The large accretionary collage forming the Central Asian Orogenic Belt (CAOB) is located between the Siberian Craton to the North and the Tarim/North China Blocks to the South. The Urals Belt and the Pacific accretionary margin mark its western and eastern limit, respectively. During the last decade, geological knowledge about this orogenic belt increased considerably. Different global paleogeographic or regional tectonic models were discussed, and we propose here a first Paleozoic plate tectonic model of the CAOB replaced in a larger context.
The plate tectonic reconstruction method is based on paleomagnetism, paleogeographic data, geological data of geodynamic interest, plate kinematics and spatiotemporal constraints. In spite of the global dimension of our models, we work at the terrane scale, and a given area takes its true meaning only in a global context, as neighbouring areas create spatial constraints. At first, a terranes map, compiled from many publications, was established (ArcGIS software) and, subsequently, relevant geological data were added. The multitude of terranes and, thus, the multitude of sutures that form the Central Asian Orogenic Belt lead to a complex model.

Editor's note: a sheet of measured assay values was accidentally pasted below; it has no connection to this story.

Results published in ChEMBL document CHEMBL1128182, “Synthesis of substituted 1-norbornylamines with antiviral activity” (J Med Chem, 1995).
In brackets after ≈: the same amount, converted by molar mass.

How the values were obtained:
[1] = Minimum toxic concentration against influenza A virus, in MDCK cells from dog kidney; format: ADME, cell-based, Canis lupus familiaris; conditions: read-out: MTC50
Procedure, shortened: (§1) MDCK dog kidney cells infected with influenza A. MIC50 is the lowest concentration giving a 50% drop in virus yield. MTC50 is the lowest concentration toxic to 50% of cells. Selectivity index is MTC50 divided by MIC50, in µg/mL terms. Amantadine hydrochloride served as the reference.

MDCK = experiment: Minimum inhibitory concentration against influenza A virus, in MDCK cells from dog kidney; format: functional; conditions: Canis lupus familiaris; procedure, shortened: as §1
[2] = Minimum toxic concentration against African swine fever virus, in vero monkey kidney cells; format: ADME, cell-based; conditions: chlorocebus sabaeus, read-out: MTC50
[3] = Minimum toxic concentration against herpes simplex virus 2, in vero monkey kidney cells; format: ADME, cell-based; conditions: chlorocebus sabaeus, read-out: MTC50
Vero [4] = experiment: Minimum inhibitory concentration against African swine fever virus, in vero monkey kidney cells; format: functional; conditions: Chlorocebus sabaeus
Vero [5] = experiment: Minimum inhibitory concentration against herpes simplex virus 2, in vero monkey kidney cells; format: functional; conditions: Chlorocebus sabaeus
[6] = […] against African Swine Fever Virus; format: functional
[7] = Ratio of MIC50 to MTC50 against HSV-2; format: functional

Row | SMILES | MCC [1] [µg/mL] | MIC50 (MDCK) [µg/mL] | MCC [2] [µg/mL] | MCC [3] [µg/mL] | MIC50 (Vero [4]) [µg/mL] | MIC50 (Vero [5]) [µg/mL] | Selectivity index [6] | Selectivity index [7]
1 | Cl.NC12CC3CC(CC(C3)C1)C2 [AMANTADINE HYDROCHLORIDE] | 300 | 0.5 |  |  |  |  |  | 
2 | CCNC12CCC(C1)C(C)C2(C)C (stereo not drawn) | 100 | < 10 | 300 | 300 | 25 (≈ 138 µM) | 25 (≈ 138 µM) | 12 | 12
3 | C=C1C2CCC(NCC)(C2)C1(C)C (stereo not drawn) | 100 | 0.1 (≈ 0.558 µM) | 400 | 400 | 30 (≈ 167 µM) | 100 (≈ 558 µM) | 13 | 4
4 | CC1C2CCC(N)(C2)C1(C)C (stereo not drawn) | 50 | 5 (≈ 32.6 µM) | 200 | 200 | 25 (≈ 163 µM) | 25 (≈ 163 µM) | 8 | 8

The reconstructions start at 600Ma, at the time of the Panotia supercontinent. Siberia was isolated from other major blocks forming Panotia and the North China/Tarim blocks started to detach from the Cadomian plate nearly accreted to the northern margin of Gondwana. At that time, detachment, through roll-back forces, of a part of the Kazakhstan terranes (e.g. Chatkal-Karatau, Tourgai...) from the western margin of Siberia, and of some Mongolian terranes (e.g. Tuva-Mongolia, Khangai, Ereendavaa?) from the southern margin, took place. Some other microcontinents of the CAOB could have a North China/Tarim origin. Many terranes appeared only during the Paleozoic (e.g Junggar-Harlik, Onon...); they are composed by neoformed island arcs and their accretionnary margins. The Paleozoic oceanic framework of the peri-Siberia and North China/Tarim area was dominated by the Paleoasian, the Khanty-Mansi and the Mongol-Okhotsk oceanic plates, but many other oceanic basins, often smaller, had also an important role (e.g. Dzhida, Bayanhongor, Hengenshan...). Beside the cratonal North China/Tarim and Siberian plates, plates composed of microcontinents (e.g. Kazakhstan and South Mongolian plates) grew up also by accreting material during the whole Paleozoic. Proceeding by steps of 10-20Ma, we reconstructed and monitored the evolution of the oceanic realms and the geological history of each terranes involved in the formation of the Central Asian Orogenic Belt, until the final Late Paleozoic closure.